INNER MONGOLIA’S 90 th PARTY COMMEMORATION
CRAZY FOR YOU
Crazy for You is a musical with a book by Ken Ludwig, lyrics by Ira Gershwin, and music by George Gershwin.
Billed as “The New Gershwin Musical Comedy”, it is largely based on the songwriting team’s 1930 musical, Girl Crazy, but also calls on the great Gershwin trunk for standards from the American songbook. Crazy for You won the 1992 Tony Award for Best Musical.
Following the eye-opening success of FAME, The Central Academy of Drama made a surprising pick for their second adaptation of the Broadway musical into the Mandarin language. Whereas the characters in FAME could easily be seen on a day to day basic at the Academy, CRAZY FOR YOU with the Gershwin Brothers and Ken Ludwig is as uniquely American as a musical can be – Broadway in the roaring 20’s, a Nevada ghost town, and a banker who wants to dance! The choice defied explanation until you know the backstory and one universal truth: Your First Broadway Musical can change your life!
Liu Hongmei is the Chairwoman of the Musical Theater Department at the Central Academy. Here is an excerpt from Liu Hongmei’s bio in the program. “In the spring of 1995, I was assigned by the Academy to study and perform musicals at the Shiki Theatre company in Japan. Crazy for You made me fell like receiving a baptism in musicals which I fell in love with ever since. I am fascinated by it and crazy for it.”
On the opening night in Beijing, Hongmei ran up to me and screamed with excitement. The translator channeled all of her emotion and also screamed the words, “Teacher Liu says she has been waiting 18 years for this night!”
Understanding how Hongmei was so closely attached to the show, we arranged for the license of the show to include the use of Susan Stroman’s original choreography. Key to our success was the engagement of Kirby Ward, who starred in the London and later, the US National tour as Bobby. He knows this show step by step every step of the way. He began with a two-week tap dance master class in December, 2011 and selected the cast. During the winter he guided the design team and his associate directors by phone and Skype. In five weeks in April he worked his magic with Charles Czarnecki (music director) and Melissa Stern (assistant choreographer) and turned our junior year of Chinese students into Broadway showgirls and ghost town hicks. It was astonishing.
As China discovers the thrill of the American musical theater it feels right that they turn the spotlight on “Crazy for You.” In his review in The New York Times, Frank Rich wrote, “When future historians try to find the exact moment at which Broadway finally rose up to grab the musical back from the British, they just may conclure that the revolution began last night. The shot was fired at the Shubert Theater, where a riotously entertaining show called Crazy for You uncorked the American musical’s classic blend of music, laughter, dancing, sentiment and showmanship with a freshness and confidence rarely seen during.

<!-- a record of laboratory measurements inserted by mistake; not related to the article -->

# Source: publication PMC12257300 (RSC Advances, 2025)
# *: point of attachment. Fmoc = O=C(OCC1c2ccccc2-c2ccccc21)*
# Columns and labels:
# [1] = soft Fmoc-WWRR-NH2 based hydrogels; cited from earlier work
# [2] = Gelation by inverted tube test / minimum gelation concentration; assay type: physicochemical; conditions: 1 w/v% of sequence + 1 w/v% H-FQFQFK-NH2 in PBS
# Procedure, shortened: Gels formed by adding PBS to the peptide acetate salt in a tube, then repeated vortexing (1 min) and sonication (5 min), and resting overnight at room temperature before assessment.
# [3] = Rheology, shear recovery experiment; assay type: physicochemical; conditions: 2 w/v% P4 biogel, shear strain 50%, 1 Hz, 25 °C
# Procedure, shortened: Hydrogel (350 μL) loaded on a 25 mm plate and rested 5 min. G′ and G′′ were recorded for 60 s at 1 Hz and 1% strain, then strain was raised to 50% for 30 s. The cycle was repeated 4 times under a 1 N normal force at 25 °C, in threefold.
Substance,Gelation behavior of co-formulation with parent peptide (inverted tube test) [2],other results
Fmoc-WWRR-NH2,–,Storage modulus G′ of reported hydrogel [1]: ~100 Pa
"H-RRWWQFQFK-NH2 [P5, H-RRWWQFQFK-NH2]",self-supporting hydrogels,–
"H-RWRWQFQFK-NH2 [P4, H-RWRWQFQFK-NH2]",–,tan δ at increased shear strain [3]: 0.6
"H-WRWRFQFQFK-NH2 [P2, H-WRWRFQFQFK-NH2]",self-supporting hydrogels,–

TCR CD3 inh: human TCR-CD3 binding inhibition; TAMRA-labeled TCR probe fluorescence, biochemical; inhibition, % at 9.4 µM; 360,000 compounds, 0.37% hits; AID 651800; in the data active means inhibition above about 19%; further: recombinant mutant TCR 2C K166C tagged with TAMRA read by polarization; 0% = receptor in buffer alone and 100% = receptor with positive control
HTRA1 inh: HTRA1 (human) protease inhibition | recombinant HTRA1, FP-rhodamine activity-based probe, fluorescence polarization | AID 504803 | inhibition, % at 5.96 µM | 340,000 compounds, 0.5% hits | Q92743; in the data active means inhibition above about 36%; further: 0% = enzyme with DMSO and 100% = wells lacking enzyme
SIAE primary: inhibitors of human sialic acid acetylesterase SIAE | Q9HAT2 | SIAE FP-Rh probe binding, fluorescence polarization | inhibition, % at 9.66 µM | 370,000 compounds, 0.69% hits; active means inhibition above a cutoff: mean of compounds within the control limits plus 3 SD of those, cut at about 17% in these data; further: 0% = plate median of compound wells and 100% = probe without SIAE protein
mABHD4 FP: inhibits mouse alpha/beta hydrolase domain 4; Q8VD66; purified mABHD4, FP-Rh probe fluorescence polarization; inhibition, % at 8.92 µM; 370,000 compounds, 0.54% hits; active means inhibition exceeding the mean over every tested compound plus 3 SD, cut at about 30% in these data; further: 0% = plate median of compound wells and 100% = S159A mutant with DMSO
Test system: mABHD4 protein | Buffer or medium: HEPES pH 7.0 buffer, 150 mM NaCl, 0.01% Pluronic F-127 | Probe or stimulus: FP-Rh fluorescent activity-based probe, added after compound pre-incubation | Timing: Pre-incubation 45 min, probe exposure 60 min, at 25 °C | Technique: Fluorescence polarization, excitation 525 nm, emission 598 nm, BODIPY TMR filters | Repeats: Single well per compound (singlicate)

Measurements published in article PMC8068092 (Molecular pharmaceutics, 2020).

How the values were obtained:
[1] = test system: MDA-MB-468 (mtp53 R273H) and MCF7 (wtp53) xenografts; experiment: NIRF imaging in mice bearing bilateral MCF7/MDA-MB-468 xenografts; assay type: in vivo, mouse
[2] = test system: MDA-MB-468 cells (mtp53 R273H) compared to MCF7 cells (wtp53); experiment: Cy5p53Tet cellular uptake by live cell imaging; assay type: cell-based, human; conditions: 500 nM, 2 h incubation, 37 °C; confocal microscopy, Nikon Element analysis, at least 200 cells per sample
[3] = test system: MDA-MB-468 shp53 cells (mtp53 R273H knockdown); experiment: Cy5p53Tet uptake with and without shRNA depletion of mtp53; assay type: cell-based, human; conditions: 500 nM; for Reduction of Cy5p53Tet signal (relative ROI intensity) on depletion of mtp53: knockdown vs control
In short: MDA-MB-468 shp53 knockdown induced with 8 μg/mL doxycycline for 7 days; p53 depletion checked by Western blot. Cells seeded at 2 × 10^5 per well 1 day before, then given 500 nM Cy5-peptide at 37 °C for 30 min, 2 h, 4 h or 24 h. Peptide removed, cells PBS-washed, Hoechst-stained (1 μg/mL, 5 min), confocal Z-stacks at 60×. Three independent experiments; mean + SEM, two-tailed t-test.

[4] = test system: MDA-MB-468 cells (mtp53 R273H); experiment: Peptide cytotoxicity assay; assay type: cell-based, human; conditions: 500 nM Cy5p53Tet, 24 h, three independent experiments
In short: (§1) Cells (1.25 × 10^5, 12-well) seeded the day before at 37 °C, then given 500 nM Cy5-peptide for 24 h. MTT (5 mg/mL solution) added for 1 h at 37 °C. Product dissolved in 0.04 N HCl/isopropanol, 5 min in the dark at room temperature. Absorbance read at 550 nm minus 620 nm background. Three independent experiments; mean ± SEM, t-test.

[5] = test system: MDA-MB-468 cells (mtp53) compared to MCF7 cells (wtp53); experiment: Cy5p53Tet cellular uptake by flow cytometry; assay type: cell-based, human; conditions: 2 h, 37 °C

The 2010 Shanghai Exposition sought to bring the world together – and so we did. In Hohhot , the capital of Inner Mongolia, I was assigned to produce and direct The Promise, a one-hour original musical which would celebrate the Inner Mongolian Week at the Expo. In Hohhot the singers and dancers had never seen a live musical before. Singers who danced, Dancers who sang, everyone who acted, it was all a discovery during an eight week rehearsal at the Hohhot Song and Dance Company. We added eight acrobats and four horse-head fiddle players for more fun.
The story focused on a young Mongolian man who moved out of the Grasslands and left his sweetheart behind in search of a better life in the big city. In fact the title of the Expo was “Better City – Better Life” but my Mongolian friends, proud of their heritage would not be inclined to say that a Better Life is in a Better City. And so, as musical go, the young man realizes that Shanghai is not where his heart is. The big city lights do not shine as bright as his sweetheart’s smile. In the climatic number he walks down the Shanghai street and strips off his tie, hands off his suit coat, rolls up his sleeve and begins to strut – a Mongolian wrestler’s strut. The crowd gathers and step by step they join this free spirit in the dance and song of his homeland. He returns to the Meng Gu Bao (yurt) of his beloved and the musical sweeps to a close with the touching traditions of the Mongolian wedding ceremony. My chief collaborators were the grand Ulan Touga, composer and my brother, Ke Ming, lyricist, poet, inspiration and holder of the faith. Two other Americans joined my in Hohhot: Ann Marie D’Angelo choreographed and David Caldwell contributed vocal arrangements and music direction. The three of us shared two translators as the cast sang and spoke in Mandarin.
Performed at the Central Academy of Drama in Beijing, this production of FAME was the first of its kind, and received International press with its recognition in “Variety”. Translated into the Mandarin language and performed by the students at the Academy, the production toured China during the 2009-10 season.